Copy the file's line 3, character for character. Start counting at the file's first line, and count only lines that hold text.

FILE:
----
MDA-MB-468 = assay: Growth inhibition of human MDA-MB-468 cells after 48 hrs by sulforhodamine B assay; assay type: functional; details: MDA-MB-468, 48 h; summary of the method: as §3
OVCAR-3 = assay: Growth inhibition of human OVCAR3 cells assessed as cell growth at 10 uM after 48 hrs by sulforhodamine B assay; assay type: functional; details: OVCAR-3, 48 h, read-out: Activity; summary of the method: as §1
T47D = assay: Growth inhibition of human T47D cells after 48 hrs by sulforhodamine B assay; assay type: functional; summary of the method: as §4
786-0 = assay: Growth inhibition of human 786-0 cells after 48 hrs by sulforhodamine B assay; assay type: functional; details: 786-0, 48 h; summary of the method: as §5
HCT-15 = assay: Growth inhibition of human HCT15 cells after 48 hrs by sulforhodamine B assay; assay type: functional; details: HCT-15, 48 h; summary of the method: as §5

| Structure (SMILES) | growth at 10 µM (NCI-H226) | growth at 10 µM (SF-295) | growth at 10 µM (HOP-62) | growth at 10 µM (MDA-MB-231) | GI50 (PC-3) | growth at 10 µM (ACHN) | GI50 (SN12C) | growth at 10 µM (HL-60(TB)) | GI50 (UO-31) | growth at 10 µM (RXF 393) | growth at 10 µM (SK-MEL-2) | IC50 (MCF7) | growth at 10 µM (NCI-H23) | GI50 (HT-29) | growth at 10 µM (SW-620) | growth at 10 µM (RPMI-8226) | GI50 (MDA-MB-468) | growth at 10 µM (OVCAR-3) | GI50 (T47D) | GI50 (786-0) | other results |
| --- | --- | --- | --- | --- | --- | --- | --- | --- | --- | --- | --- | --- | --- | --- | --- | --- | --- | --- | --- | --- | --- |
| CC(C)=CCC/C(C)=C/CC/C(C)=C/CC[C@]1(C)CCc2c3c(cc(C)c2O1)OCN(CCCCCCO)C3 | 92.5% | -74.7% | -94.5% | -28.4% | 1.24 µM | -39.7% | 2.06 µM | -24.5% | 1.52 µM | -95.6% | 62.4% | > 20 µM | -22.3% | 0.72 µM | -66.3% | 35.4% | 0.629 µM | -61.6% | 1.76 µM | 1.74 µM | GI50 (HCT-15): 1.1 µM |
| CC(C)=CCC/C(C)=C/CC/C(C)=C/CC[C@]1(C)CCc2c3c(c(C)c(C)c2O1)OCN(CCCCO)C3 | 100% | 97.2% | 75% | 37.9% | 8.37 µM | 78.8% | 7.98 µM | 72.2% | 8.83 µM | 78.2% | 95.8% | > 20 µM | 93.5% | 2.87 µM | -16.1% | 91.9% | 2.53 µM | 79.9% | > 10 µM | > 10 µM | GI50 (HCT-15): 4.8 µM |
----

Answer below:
T47D = assay: Growth inhibition of human T47D cells after 48 hrs by sulforhodamine B assay; assay type: functional; summary of the method: as §4